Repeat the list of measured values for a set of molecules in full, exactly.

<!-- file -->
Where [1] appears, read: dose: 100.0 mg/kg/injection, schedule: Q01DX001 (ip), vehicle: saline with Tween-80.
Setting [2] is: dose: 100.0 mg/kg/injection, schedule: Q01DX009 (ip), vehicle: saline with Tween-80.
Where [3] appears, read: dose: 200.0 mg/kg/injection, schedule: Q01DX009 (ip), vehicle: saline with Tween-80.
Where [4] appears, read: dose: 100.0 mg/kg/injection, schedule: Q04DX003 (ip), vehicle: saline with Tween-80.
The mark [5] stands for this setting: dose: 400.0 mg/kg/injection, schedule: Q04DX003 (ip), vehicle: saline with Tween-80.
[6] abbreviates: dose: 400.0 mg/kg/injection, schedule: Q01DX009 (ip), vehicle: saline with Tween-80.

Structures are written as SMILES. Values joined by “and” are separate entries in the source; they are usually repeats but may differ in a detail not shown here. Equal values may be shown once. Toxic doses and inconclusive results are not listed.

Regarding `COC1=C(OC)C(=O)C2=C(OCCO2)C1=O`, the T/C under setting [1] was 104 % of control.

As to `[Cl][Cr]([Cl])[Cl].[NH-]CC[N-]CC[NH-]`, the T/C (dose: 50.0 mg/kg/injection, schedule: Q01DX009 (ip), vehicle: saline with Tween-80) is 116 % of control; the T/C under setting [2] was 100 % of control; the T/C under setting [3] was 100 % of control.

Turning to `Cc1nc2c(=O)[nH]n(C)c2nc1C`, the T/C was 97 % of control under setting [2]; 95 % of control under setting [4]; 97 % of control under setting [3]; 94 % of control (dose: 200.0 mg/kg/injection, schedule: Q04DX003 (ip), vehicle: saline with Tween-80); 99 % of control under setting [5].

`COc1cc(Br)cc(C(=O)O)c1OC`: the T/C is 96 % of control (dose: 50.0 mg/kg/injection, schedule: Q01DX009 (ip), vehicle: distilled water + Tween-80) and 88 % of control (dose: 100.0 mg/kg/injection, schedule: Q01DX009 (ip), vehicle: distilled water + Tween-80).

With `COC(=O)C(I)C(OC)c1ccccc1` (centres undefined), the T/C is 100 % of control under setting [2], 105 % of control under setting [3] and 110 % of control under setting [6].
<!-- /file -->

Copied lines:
Where [1] appears, read: dose: 100.0 mg/kg/injection, schedule: Q01DX001 (ip), vehicle: saline with Tween-80.
Setting [2] is: dose: 100.0 mg/kg/injection, schedule: Q01DX009 (ip), vehicle: saline with Tween-80.
Where [3] appears, read: dose: 200.0 mg/kg/injection, schedule: Q01DX009 (ip), vehicle: saline with Tween-80.
Where [4] appears, read: dose: 100.0 mg/kg/injection, schedule: Q04DX003 (ip), vehicle: saline with Tween-80.
The mark [5] stands for this setting: dose: 400.0 mg/kg/injection, schedule: Q04DX003 (ip), vehicle: saline with Tween-80.
[6] abbreviates: dose: 400.0 mg/kg/injection, schedule: Q01DX009 (ip), vehicle: saline with Tween-80.

Structures are written as SMILES. Values joined by “and” are separate entries in the source; they are usually repeats but may differ in a detail not shown here. Equal values may be shown once. Toxic doses and inconclusive results are not listed.

Regarding `COC1=C(OC)C(=O)C2=C(OCCO2)C1=O`, the T/C under setting [1] was 104 % of control.

As to `[Cl][Cr]([Cl])[Cl].[NH-]CC[N-]CC[NH-]`, the T/C (dose: 50.0 mg/kg/injection, schedule: Q01DX009 (ip), vehicle: saline with Tween-80) is 116 % of control; the T/C under setting [2] was 100 % of control; the T/C under setting [3] was 100 % of control.

Turning to `Cc1nc2c(=O)[nH]n(C)c2nc1C`, the T/C was 97 % of control under setting [2]; 95 % of control under setting [4]; 97 % of control under setting [3]; 94 % of control (dose: 200.0 mg/kg/injection, schedule: Q04DX003 (ip), vehicle: saline with Tween-80); 99 % of control under setting [5].

`COc1cc(Br)cc(C(=O)O)c1OC`: the T/C is 96 % of control (dose: 50.0 mg/kg/injection, schedule: Q01DX009 (ip), vehicle: distilled water + Tween-80) and 88 % of control (dose: 100.0 mg/kg/injection, schedule: Q01DX009 (ip), vehicle: distilled water + Tween-80).

With `COC(=O)C(I)C(OC)c1ccccc1` (centres undefined), the T/C is 100 % of control under setting [2], 105 % of control under setting [3] and 110 % of control under setting [6].